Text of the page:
Price (RRP): $469.99
The Ninja Foodi Grill is a multi-cooker that uses cyclonic grill technology (fan-forced heat) that can do almost everything an oven, grill, and BBQ can. But it takes a little mastering.
The new Ninja Foodie Grill AG301 should not be confused with the Ninja OP300 Foodi that is more a pressure cooker, air fryer and slow cooker. I suspect this new iteration has a broader use in the kitchen.
When you use a Ninja Foodi Grill, you need to rethink about how you cook.
While it is intuitive and easy to use, you must view it as a ‘serial’ cooker that can do many things – one or few at a time.
First, you need to think and plan for it to do the heavy lifting, e.g. grill or roast meat and veggies (we will come to capacity later) while you use other appliances like the microwave for peas and the stovetop to boil potatoes for mash, etc.
Second, you need to rethink cooking times. Where you might roast a boneless lamb leg in a Weber for two hours and put the veggies in halfway through, the Ninja Foodi Grill is very fast. It is only through a little experimentation that you will find the right times.
For example, we tried char grilling a bunch of Asparagus (recommended MAX setting for 5-7 minutes), but that is too long for our liking. Attempt two saw that cut to 3 minutes! Similarly, for fresh corn-on-the-cob, it recommends MAX, 12 minutes, but it came out a little too char-grilled. Our second attempt at 8-minutes was perfect. As you use it, write down the times so you can adjust them next time if needed.
Third, persevere and don’t be afraid. I remember the same timing issues with my first microwave, adjusting grilling times with a Breville Double Grill (that cooks both sides at once) and the Weber was a real experiment that I never really mastered. It will all become muscle memory.
Ninja Foodi Grill AG301
Price: $469.99 with free Australia Post delivery for online orders
Warranty: 1 year
What is in the box? (Sizes are approximate)
- Ninja Foodi Grill AG301 45 (D) x 30 (W) x 30 (H) cm x 7.5kg (without inserts)
- Clip-in splatter/smoke shield (always in use)
- 5.6L ceramic coated Cooking pot (always in use) 28 (square) x 10 (D) cm
- 3.7L ceramic coated air fryer/crisper insert 25 x 21 x 7cm (note this is not a deep fryer for use with oil)
- Grill insert 25cm square
- Nylon cleaning brush for grill
- Instructions and cookbook
The top door/lid swings upwards to 45cm (fits well under 600mm overhead cupboards) and the minimum bench depth is 60cm.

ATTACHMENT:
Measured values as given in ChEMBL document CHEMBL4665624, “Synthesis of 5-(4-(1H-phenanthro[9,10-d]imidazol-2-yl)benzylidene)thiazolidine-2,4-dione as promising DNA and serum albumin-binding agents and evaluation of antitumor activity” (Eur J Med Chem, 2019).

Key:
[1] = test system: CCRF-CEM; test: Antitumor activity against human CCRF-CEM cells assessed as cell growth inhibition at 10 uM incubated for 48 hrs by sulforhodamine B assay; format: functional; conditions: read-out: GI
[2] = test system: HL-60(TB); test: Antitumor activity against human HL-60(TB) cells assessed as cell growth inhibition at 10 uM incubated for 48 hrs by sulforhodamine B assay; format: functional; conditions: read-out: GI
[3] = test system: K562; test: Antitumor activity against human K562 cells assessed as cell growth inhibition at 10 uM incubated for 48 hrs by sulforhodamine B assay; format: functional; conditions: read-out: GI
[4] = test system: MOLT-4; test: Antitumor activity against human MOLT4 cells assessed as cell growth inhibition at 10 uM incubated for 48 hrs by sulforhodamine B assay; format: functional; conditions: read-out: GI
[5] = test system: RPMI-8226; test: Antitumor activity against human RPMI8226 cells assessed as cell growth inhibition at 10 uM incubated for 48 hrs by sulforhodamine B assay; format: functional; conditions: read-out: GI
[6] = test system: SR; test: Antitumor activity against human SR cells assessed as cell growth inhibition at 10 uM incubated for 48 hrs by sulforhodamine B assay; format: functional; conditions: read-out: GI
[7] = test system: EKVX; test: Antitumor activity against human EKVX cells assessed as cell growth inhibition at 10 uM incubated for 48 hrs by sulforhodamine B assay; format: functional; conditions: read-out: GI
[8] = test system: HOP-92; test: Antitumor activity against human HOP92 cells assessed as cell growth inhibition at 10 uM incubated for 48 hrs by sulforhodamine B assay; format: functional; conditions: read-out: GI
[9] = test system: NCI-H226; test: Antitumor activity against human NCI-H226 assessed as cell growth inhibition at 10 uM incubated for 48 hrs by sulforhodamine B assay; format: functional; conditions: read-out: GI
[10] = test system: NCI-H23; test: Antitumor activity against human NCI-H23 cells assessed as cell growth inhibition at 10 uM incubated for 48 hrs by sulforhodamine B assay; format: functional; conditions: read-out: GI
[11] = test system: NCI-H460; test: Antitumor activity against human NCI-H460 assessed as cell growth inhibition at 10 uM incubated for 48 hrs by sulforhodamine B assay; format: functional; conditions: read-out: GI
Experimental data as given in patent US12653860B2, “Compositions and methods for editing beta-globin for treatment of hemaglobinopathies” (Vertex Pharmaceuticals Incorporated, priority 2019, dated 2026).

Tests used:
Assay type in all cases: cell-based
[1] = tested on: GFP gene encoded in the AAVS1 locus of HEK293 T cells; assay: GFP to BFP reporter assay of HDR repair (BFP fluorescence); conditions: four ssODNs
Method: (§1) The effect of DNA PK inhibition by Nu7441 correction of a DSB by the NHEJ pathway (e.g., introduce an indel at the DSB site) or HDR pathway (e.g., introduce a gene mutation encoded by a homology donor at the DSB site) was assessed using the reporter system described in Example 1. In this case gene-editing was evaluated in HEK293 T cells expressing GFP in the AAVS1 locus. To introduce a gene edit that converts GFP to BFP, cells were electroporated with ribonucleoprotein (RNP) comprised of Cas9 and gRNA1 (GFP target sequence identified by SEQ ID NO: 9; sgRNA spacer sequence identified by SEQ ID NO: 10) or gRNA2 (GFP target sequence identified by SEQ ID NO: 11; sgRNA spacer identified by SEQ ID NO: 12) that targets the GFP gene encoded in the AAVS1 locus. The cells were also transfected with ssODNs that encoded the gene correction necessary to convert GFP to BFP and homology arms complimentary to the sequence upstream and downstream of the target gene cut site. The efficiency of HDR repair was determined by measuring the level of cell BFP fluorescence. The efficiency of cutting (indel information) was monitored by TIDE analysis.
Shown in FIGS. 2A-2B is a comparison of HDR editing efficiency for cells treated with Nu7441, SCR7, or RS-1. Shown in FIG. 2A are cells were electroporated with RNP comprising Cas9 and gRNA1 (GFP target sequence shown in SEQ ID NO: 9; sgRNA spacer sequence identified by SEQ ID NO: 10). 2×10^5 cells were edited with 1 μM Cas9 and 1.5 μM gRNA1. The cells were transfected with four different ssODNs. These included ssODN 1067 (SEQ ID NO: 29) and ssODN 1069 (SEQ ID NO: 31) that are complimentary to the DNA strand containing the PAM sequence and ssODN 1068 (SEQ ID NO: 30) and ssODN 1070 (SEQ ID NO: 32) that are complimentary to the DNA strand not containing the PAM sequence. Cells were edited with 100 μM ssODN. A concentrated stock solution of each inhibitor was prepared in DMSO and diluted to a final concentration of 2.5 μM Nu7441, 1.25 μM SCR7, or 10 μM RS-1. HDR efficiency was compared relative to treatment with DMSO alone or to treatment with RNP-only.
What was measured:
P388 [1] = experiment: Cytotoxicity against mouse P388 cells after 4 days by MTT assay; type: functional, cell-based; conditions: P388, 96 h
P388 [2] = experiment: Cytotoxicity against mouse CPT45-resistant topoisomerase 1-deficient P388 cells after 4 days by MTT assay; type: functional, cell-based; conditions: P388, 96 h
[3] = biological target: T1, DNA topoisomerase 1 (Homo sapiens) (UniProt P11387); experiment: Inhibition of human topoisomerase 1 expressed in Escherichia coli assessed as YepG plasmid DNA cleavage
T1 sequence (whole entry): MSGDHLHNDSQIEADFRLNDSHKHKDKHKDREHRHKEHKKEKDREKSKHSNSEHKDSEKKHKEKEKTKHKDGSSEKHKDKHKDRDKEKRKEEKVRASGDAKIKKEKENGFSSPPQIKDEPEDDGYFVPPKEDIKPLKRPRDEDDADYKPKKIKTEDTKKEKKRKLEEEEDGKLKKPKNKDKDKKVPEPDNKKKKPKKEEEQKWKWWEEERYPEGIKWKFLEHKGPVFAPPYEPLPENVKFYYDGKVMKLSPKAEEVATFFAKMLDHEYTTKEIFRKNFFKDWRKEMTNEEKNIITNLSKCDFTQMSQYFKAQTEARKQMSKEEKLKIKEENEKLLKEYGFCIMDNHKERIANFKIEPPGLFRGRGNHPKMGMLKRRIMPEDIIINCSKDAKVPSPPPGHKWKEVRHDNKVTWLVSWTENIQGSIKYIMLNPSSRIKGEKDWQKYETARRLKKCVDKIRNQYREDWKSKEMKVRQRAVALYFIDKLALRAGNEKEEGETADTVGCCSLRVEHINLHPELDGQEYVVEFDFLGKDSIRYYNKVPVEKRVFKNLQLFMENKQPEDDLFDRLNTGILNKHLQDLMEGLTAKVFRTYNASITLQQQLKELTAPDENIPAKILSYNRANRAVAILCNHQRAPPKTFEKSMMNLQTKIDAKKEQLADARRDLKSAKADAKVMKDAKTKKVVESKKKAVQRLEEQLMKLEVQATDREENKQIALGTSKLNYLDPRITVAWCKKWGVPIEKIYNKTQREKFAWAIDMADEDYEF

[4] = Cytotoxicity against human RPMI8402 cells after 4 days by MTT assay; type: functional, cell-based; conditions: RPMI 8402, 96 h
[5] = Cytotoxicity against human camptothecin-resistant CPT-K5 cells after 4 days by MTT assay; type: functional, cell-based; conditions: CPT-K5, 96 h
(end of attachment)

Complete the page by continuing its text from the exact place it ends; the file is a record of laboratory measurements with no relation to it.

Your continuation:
While it gets up to 260° inside, the outside has cool touch lifting handles. Hot air comes out of a grill at the top back of the lid. I doubt that the air stream would damage a splashback, but you need to avoid placing it near a painted wall or under benches etc.
Power use: It is rated 1760W, confirmed by our EmberIQ metre. That means for every hour of cooking it will cost about 80 cents at peak rates (50c per kWh).
I am going to skip to maintenance before we look at food because some appliances are truly awful to clean after use – this is not.
You always use the splatter shield and cookpot (to catch oil and food drips).
The air fryer basket is used as necessary as would a round cake baking pan (not supplied but must fit inside the cooking pot). All these are dishwasher safe, and the nylon brush is useful for removing baked-on food like cheese etc. Like all good cookware, look after them and use silicon tipped (not metal) serving tongs, spoons or cleaning tools to avoid scratching the ceramic coatings.
A note on the splatter shield – it is just like a range hood insert except that it is way easier to clean either in the sink or dishwasher.
Temperature/Time (equivalent to fan-forced oven temperature)
- Grill button: 200 (Low), 230 (Med), 260 (High) and 265° (Max) – 1-30 minutes
- Air Fry: 200° – 1-60 minutes
- Roast: Default to 170° but adjustable – 15-minute increments to 4 hours
- Bake: default to 150° but adjustable – 15-minute increments to 4 hours
- Dehydrate: defaults to 60° but adjustable = 15-minute increments to 12 hours
The Ninja Foodi Grill needs to pre-heat for about 3-8 minutes at which point it tells you to add food. After a cycle, it switches off and is ready for further cooking.
Food, glorious food (updated after three weeks of use)
My wife and I have used in now for three weeks to cook the main ingredients and reduce the use of other kitchen appliances. What you must remember is that it is fan-forced so food needs to have air movement around it to evenly cook. And second, our review is for two ‘portions’ – you need to assess if it will suit your family-sized needs.
After three weeks we have managed to substantially reduce the need for other appliances getting bolder each time. We have had no disasters – not to say 100% success but all food was delicious – its the cooking time and techniques that count.
The grill plate is about 25cm square. We cooked 2 x 240g porterhouse, one large corn cob and a bunch of asparagus. Note: Ninja recommends the use of canola, coconut, avocado, vegetable or grapeseed oil rather than olive oil to reduce smoke potential.